More Blog Posts
After a long dry spell of books to review, I now have a stack on my desk wanting my attention. In an effort to review books for you before they hit the remainder bin at your local bookstore, this week’s Tip covers two dictionary-style books: The Right Word and The Oxford Dictionary of Journalism.
The Right Word
The Right Word: Correcting Commonly Confused, Misspelled, and Misused Words by Elizabeth Morrison is designed for student writers and business professionals wanting to improve their writing skills. Morrison, a writing teacher and journalist,...Read More »
Can you be combulated while working at your standing desk? That would be so fun! Find out in today’s News Roundup.
- “Getting “Discombobulated” on Lexicon Valley”: Do you often wonder if you can be combobulated? Here’s the answer. (Vocabulary.com)
- “Is ‘So Fun’ Ready for Prime Time?”: Is fun a predicate adjective or an attributive adjective? How should copyeditors use it? (The Grammarphobia Blog)
- “New Words - 28 July 2014”: Don’t just stand around: check out new words standing desk, reshoring, and step-in. (About Words)
Dow Jones is seeking a news editor to join its Wall Street Journal Greater New York team. WSJ has 36 million monthly online viewers and a thriving Greater New York section that includes the real-time reporting and news blog Metropolis.
The news editor will manage the daily online news coverage of the WSJ Greater New York section, including assigning and editing news and features, writing Metropolis posts, and engaging in interactive projects and social media.
This full-time position requires advanced copyediting skills, mastery of AP style...Read More »
Editors are used to phrasing diplomatic queries. Nearly everyone has interacted with an author who sees every suggestion as a personal attack. But it can be even harder to edit some authors’ words: those written by the CEO, the Principal, your boss, or the “foremost authority on X,” for example. How do you tell “the most important person” that their prose need major revision?
Those Very Important People are less likely to be used to criticism. And though their abilities have brought them into a position of great respect and influence, those abilities probably aren’t related to writing. Writing is hard; and it’s a completely different skillset that they may not have cultivated.
Inconsistencies, infelicities, libel, atrocious grammar, racist colloquialisms, and plagiarism...Read More »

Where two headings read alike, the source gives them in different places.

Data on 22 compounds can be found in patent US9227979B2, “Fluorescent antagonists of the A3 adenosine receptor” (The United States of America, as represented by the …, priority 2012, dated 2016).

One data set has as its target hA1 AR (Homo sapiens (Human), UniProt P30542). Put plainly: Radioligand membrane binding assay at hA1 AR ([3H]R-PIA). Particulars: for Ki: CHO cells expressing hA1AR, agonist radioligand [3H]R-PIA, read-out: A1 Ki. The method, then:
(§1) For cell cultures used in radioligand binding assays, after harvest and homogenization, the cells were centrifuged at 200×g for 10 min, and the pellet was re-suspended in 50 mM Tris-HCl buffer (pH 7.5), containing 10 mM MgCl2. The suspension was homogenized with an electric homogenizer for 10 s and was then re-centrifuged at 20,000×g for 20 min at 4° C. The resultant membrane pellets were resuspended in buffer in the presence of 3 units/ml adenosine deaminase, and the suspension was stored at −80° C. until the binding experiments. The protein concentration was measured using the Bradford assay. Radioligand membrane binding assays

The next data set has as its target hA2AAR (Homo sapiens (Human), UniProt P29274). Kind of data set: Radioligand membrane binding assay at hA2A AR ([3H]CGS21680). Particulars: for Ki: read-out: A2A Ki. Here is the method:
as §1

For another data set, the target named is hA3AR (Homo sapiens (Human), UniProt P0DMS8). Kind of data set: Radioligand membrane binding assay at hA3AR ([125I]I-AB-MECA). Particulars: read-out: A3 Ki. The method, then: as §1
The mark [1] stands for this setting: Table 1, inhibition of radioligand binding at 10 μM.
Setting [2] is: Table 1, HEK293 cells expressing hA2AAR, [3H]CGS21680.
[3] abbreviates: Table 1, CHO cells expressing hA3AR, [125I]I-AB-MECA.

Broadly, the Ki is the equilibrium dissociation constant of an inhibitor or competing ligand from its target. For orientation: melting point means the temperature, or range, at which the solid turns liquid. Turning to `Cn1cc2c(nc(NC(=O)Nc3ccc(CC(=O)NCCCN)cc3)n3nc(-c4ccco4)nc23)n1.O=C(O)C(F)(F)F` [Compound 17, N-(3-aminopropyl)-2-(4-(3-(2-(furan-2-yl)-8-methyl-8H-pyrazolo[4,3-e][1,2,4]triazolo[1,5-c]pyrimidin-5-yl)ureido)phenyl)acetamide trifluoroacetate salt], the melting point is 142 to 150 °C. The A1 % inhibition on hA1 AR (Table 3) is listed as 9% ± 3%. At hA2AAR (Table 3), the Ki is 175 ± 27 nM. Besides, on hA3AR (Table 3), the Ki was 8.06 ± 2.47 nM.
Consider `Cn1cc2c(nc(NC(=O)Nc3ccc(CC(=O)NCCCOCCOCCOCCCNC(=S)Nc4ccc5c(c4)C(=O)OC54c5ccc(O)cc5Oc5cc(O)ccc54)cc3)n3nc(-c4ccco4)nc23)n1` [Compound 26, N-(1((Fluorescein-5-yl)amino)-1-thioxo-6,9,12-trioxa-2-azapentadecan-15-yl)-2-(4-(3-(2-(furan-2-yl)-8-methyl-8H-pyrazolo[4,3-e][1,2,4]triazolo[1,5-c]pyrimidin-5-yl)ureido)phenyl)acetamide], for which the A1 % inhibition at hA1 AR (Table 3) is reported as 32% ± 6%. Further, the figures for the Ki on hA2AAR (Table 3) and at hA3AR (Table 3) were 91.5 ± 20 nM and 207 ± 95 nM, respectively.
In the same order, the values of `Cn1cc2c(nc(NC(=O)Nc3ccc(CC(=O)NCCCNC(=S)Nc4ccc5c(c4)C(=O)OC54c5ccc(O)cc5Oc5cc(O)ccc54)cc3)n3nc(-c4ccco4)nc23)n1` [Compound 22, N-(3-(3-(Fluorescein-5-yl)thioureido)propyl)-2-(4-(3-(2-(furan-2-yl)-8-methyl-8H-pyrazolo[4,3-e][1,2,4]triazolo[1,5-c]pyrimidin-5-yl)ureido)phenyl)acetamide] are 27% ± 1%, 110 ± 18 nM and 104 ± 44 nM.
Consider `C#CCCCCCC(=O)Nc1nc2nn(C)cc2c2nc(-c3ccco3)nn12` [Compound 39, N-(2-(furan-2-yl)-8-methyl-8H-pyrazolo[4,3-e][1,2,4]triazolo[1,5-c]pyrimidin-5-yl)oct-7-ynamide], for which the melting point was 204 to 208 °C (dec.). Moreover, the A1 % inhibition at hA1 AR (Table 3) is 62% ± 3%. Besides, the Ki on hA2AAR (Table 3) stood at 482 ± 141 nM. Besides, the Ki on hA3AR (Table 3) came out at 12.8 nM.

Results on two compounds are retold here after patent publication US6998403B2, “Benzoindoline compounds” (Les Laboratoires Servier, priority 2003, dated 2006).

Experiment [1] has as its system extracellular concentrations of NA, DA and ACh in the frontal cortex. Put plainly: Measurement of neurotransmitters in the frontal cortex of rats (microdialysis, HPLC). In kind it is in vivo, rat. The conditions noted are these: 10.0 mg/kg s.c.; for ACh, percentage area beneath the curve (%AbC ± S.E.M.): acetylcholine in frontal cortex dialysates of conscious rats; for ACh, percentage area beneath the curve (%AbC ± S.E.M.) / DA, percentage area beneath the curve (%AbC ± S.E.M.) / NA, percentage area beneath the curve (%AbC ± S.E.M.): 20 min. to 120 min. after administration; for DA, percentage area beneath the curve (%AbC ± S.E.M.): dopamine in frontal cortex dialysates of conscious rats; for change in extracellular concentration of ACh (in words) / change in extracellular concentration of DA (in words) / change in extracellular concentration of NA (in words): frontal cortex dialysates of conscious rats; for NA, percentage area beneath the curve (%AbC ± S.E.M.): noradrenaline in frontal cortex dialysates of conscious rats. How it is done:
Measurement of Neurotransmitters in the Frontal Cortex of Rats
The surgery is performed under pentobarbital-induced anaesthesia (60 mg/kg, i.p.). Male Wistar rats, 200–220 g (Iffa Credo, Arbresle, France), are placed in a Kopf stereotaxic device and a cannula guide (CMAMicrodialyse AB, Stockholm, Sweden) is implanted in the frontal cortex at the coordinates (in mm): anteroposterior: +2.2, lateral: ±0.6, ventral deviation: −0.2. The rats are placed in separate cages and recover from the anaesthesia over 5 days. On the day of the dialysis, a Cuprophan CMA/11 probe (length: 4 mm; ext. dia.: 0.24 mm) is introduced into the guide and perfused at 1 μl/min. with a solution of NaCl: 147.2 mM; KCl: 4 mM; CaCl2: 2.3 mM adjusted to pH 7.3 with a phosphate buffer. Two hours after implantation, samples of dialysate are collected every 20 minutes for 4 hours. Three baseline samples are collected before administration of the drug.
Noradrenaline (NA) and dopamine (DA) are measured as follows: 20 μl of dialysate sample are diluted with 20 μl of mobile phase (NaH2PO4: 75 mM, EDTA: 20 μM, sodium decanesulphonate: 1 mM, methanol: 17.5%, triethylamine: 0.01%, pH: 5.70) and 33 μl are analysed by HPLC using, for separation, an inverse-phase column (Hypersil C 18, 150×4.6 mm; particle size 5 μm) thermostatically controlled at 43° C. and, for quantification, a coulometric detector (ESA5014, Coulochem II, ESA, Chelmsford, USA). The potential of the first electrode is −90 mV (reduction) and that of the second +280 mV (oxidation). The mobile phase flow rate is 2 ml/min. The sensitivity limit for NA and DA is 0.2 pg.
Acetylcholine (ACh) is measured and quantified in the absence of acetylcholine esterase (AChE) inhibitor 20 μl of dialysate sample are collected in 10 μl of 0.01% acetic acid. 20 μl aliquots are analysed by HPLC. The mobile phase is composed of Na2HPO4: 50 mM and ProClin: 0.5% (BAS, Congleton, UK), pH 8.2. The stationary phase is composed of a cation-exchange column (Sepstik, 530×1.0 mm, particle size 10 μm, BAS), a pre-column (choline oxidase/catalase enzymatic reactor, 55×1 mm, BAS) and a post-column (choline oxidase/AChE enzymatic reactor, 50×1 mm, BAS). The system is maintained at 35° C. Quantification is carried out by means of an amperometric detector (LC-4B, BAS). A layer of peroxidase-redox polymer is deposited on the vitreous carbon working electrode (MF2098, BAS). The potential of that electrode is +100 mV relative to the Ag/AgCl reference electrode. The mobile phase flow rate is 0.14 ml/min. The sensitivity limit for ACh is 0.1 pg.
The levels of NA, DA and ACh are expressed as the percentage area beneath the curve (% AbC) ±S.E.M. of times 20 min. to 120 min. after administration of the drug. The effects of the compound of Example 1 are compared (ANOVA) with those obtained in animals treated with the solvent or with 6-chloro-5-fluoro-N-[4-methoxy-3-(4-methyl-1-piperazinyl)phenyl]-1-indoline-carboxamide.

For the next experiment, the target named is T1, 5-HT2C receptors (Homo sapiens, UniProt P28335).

by Katharine O'Moore-Klopf, ELS
We freelance editors like to think we can avoid many issues that staff editors must deal with. But two issues we can’t sidestep are the need to document our actions on each project and the need to manage the discussion when we are mistakenly blamed for project problems. Yes, sometimes we are at fault, but that’s a topic for another column.
How You Should Document
If you document everything you do during a project, you can use your records to stay on track as you go. You can also use them later to jog your memory, to determine ways to improve your work processes, and even to defend your reputation if a client incorrectly believes that you are at...Read More »
Farmers markets, garden plots, window boxes -- summer produce is beginning to appear everywhere you look. If you’re among those who have put in the labor to nurse fruits and vegetables into existence or to search out the best of summer’s bounty in the markets and shops, may you be blessed with the best basketfuls of produce. And only as many of your neighbor’s cucumbers and zucchinis as you want.
To correctly solve our bountiful Wordoku, make sure that every row, column, and 3x3 box contains the following letters exactly once [difficulty: moderate]:Read More »
Headline writers love to pile up nouns to get as much information as possible into limited space. But many words in English are the same whether nouns, verbs or adjectives, often leading to ambiguous results.
That’s where the copyeditor comes in—when there is a copyeditor handy to come in.
On Wednesday, the Associated Press tweeted:
BREAKING: Dutch military plane carrying bodies from Malaysia Airlines Flight 17 crash lands in Eindhoven.
There was no crash landing of a plane carrying victims. The victims of a crash landed in the Netherlands.
There is nothing grammatically wrong...Read More »
By education and career choice, I am a moderate prescriptivist (with descriptivist sympathies).* In my personal communication, I carefully “couldn’t care less” and I enjoy the game of keeping fewer and less in distinct count and non-count realms. In my professional life, I edit or query any nonstandard usage. It’s part of what my clients pay me to do. So I was surprised to realize that I had, for the first time, used literally to describe something that wasn’t literal -- and that I was okay with it.
I used the non-literal meaning of literally in a comment to a writer this week while I was editing. And I don't regret it. Please finish reading before you come to revoke my professional-editor...Read More »
Today’s News Roundup continues the conversation on ethics in editing, advises on approaches to resolving conflicts, and shares thoughts on what makes a great editor.
- “The Business of Editing: An Editorial Code of Professional Responsibility”: A code of professional responsibility not only raises the status of our profession but it also gives editors guidance on how to resolve ethical conflicts. (An American Editor)
- “Hot vs Cold: A Temperature-Based Approach to Conflict Resolution”: Define the type of conflict you’re facing and you’ll know better how to resolve it. (99U)
- “What Makes a Great...